At 4:06 the first arriving Deputy Chief, DC-6, ordered a third alarm and assumed incident command. As the fire was beginning to spread to exposure 4,
the Marquee Building. The third alarm brought in four engines, 2 trucks, the Air Mask Maintenance Unit and a Medical Command Unit.

The fire quickly began to produce a huge volume of fire brands. Residents used garden hoses to protect their roofs as the brands landed on nearby structures. Brands floated through open windows into the taller adjacent buildings and ignited fires in apartments. The fire department hose lines on Clark Street had to be washed down for protection.

The Incident Commander assigned BC-35 to Exposure 4 to stop the fire from spreading through the Marquee Building to the attached buildings on the east side. A primary search was performed in the Marquee Building, but due to its poor structural condition crews were instructed to attack that portion of the fire from the next building to the east, the Weller Building (exposure 4A). In essence the vacant Marquee Building was used as a buffer to protect the buildings to the east.

As the additional companies from the “all hands” signal arrived they were assigned to the building with the greatest apparent life hazard, the Tower building. Some of the apartment windows in this building were less than thirty feet from the fully involved upper floors of the Clark Building. The standpipes in the Grill and the Tower buildings were charged while companies began the task of searching and evacuating the residents of the 31-story building. Many of the residents had been awakened by the noise of the incoming apparatus or the light of the flames and were self-evacuating.

An additional Deputy Chief was requested to take charge of Exposure 3, the areas to the rear of the fire building on Pineapple Street. Several additional Battalion Chiefs were special called, as the need for more supervisory personnel became critical.

The Citywide Tour Commander FC 1 requested a fourth alarm at 4:11 a.m. while he was still enroute. From the Brooklyn Bridge he had an excellent vantage point to size up the volume of fire and the obvious exposure challenges. By this time the interior portions of the upper floors of the Clark Building were beginning to collapse, adding to the storm of fire brands.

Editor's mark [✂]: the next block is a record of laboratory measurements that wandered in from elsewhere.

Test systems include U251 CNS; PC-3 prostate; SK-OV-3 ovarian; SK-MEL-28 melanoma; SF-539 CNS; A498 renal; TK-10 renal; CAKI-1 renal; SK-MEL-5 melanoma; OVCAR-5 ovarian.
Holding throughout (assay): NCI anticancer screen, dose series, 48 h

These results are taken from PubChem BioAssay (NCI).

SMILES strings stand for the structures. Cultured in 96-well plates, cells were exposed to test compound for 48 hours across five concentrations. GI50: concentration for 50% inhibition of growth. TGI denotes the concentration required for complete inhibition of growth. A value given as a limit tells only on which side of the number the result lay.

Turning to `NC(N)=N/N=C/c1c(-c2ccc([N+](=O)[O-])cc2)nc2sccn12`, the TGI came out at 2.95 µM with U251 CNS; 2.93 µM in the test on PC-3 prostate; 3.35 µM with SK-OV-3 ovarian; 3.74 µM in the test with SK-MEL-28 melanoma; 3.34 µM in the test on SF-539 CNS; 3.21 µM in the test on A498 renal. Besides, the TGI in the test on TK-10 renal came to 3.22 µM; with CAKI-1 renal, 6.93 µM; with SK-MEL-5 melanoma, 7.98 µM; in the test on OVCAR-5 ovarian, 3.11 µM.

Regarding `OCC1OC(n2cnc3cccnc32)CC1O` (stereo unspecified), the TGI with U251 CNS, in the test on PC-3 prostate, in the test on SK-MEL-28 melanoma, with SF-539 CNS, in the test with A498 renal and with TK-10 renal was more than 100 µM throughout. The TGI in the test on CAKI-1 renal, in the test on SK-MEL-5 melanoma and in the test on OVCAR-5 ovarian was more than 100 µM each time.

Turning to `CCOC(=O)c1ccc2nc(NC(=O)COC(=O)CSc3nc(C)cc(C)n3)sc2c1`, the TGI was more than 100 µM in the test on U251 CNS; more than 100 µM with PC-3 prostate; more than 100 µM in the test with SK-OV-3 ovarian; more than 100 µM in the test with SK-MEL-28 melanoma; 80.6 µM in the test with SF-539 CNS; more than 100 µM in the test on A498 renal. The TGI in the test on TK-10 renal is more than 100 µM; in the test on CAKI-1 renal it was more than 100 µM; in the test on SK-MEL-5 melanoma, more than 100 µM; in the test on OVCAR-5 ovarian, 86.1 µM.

When FC-1 arrived on the scene at 4:18 a.m., he immediately called for a fifth alarm. The interior of the original fire building was well involved and the fire had spread to the upper floors of Exposure 4. A collapse zone was quickly established in front of the Clark and Marquee Buildings. The two tower ladders that had been set up in front of the buildings and the command post were repositioned out of the collapse zone. Battalion Chiefs were assigned to secure the collapse zone.

Directly across the street from the fire building at 52 Clark Street was Exposure 1, another high rise building in which many older and handicapped people lived. The only exit from this building was onto Clark Street directly across the street from the fire building. Evacuation would require the 450 residents to walk within 40 feet of the front wall of the ten-story fire building. With the risk of collapse and the intense radiant heat

the decision was made to keep these residents in their building, but to move them to the rear apartments as far as possible from the danger and protect them in place. This was accomplished with the help of the Police Department.

By this time the Incident Command System was well established. The Command Post was positioned on Clark Street east of the fire building. FC-1 was the Incident Commander, the first-in Deputy Chief DC-6 was the Operations Chief, and Deputy Chief DC-1 was in position on Pineapple Street to cover Exposure 3. Battalion Chiefs were assigned to both ends of the collapse zone to keep the danger area clear and to direct the tactical operations in their sector. Exposure 4 was a vacant building that was becoming involved in fire but was acting as a buffer for the occupied structures to the west. Exposures 1, 2 and 3, which were all occupied structures and significantly taller that the fire building, were all critical exposures.

GREATER ALARMS